Frederick North, 5th Earl of Guilford

The Right Honourable
The Earl of Guilford
1st Governor of British Ceylon
In office
12 October 1798  19 July 1805
Monarch George III
Preceded by Robert Andrews
(as Resident and Superintendent of British Ceylon)
Succeeded by Thomas Maitland
Personal details
Born (1766-02-07)7 February 1766
Died 14 October 1827(1827-10-14) (aged 61)
Relations Frederick North, 2nd Earl of Guilford (father)

Frederick North, 5th Earl of Guilford GCMG (7 February 1766 – 14 October 1827), styled The Honourable Frederick North until 1817, was a British politician and colonial administrator.

North was a younger son of Prime Minister Frederick North, 2nd Earl of Guilford (usually referred to as Lord North). He was educated at Eton College (1775-82) and Christ Church, Oxford.

In 1791, he converted to the Eastern Orthodox Church and became an ardent adherent.[1] He represented Banbury in Parliament from 1792 to 1794 and served as first British Governor of Ceylon from 1798 to 1805. North proclaimed in 1801 that all rajakariya (royal service) was abolished and replaced it with a tax of one-fifth of their produce on low land and one-tenth on high land. North built his official residence, the Doric Bungalow, near the Mannar Sea according to his plan and he himself used to supervise pearl fishery which gained a substantial income in those days to the western. North declared himself head of the salagama caste and appointed Robert Arbuthnot head of the karava caste; the Judicial Charter limited the governor’s autocracy by establishing the Supreme Court and High Court of Appeal.[2]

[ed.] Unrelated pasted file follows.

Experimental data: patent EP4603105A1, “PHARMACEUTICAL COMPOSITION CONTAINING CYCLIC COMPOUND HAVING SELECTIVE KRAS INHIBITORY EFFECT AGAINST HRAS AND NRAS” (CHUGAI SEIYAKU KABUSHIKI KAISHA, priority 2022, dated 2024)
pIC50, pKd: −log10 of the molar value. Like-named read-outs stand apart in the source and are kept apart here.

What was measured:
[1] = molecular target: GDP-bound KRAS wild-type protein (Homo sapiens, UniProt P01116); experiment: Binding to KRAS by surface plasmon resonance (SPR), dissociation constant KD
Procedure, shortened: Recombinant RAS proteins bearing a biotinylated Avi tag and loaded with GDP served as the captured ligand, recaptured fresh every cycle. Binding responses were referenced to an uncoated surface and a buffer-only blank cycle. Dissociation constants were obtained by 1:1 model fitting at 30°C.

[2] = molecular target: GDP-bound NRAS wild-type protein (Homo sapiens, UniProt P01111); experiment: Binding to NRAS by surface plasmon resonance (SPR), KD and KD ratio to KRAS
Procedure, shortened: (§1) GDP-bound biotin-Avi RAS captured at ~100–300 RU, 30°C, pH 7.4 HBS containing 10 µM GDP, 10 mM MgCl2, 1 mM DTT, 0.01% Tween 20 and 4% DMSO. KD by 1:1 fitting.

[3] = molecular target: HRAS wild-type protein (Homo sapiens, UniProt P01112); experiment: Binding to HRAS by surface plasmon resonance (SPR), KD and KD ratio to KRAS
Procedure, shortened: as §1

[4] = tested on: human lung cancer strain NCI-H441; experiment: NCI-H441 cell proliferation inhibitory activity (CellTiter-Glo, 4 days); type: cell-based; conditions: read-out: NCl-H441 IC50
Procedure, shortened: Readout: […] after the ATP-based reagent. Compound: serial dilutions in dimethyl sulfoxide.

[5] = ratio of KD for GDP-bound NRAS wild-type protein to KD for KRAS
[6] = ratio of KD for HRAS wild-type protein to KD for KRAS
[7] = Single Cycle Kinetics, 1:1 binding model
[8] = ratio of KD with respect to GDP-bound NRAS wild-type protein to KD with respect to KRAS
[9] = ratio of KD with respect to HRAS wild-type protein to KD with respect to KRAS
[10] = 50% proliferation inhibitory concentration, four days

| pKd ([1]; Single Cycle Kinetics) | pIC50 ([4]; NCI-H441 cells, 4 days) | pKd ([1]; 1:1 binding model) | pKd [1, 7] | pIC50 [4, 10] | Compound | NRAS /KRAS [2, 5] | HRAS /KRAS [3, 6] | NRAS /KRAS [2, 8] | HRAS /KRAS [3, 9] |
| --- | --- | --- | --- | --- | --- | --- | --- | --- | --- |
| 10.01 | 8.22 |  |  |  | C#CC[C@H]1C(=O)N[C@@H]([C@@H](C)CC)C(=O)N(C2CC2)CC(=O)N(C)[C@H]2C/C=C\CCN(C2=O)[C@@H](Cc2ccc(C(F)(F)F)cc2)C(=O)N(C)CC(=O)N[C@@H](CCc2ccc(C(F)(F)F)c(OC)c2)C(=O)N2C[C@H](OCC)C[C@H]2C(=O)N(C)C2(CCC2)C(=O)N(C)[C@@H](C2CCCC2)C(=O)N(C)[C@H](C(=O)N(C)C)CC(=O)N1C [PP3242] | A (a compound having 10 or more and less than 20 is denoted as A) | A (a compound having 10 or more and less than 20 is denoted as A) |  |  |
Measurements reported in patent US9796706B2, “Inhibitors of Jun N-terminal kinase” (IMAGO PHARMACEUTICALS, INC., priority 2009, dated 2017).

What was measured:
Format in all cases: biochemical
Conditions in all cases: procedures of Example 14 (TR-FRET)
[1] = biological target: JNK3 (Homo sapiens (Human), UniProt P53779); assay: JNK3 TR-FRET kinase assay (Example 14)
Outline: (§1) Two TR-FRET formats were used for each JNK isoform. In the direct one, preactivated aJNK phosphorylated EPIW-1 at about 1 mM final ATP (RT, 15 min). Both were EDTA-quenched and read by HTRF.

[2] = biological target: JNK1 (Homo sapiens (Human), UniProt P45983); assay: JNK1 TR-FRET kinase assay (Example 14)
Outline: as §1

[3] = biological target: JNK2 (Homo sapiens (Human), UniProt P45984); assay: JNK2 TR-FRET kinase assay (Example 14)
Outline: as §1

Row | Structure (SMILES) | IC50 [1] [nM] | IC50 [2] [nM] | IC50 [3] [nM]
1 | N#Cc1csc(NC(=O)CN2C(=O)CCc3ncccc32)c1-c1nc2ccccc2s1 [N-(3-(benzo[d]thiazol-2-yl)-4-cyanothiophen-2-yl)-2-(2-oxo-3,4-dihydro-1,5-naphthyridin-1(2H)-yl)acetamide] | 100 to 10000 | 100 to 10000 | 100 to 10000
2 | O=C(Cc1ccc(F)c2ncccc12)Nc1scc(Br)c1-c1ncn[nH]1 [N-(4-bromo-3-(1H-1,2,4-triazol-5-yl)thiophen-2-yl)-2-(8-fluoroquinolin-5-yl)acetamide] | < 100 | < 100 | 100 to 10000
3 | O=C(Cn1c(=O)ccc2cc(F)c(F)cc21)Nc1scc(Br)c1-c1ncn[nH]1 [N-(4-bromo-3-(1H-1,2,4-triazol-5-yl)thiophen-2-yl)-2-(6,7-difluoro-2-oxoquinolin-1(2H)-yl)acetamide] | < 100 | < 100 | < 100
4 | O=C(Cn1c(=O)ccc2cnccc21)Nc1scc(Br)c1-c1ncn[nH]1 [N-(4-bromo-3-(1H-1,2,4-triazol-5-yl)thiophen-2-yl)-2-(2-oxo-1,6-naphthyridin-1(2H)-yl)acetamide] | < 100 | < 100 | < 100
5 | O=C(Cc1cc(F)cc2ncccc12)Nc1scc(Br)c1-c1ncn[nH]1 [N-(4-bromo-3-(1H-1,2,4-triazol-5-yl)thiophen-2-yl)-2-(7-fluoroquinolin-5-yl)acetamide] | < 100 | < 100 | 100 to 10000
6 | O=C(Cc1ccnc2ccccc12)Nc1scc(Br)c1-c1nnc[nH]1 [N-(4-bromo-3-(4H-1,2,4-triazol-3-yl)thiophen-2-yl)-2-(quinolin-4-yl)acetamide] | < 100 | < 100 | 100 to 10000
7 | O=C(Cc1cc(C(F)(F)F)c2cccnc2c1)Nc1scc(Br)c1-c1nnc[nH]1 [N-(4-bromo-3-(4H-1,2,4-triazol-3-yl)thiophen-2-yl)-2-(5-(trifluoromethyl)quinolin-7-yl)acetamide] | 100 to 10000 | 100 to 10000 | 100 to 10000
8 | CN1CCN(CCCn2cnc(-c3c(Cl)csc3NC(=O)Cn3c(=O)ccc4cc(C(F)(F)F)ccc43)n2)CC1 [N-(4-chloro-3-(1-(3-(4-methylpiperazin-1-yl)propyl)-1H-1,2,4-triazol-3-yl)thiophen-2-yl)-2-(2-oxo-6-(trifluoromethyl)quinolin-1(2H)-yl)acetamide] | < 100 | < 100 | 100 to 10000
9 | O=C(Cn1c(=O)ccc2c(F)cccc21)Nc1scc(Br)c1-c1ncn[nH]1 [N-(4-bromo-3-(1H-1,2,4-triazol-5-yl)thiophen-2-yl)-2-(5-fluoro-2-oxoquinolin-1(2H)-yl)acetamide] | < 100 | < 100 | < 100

In 1817 he succeeded his elder brother as fifth Earl of Guilford.

In 1824 North established the Ionian Academy on the island of Corfu, which was under British control as part of the United States of the Ionian Islands. It was the first University to be established in modern Greece. In this context, he financed the studies in France (at Ecole polytechnique ) of Giovanni Carandino, the founder of the modern Greek mathematics. The academy has now closed but a statue of the Earl stands on the island. A library and a street are also named after him.[3]

Lord Guilford died childless in October 1827, aged 61, and was succeeded in his titles by his cousin Francis.



Parliament of Great Britain
Preceded by
Lord North
Member of Parliament for Banbury
Succeeded by
William Holbech
Government offices
Preceded by
New office
Governor of Ceylon
Succeeded by
Thomas Maitland
Peerage of Great Britain
Preceded by
Francis North
Earl of Guilford
Succeeded by
Francis North

This article is issued from Wikipedia - version of the 10/14/2016. The text is available under the Creative Commons Attribution/Share Alike but additional terms may apply for the media files.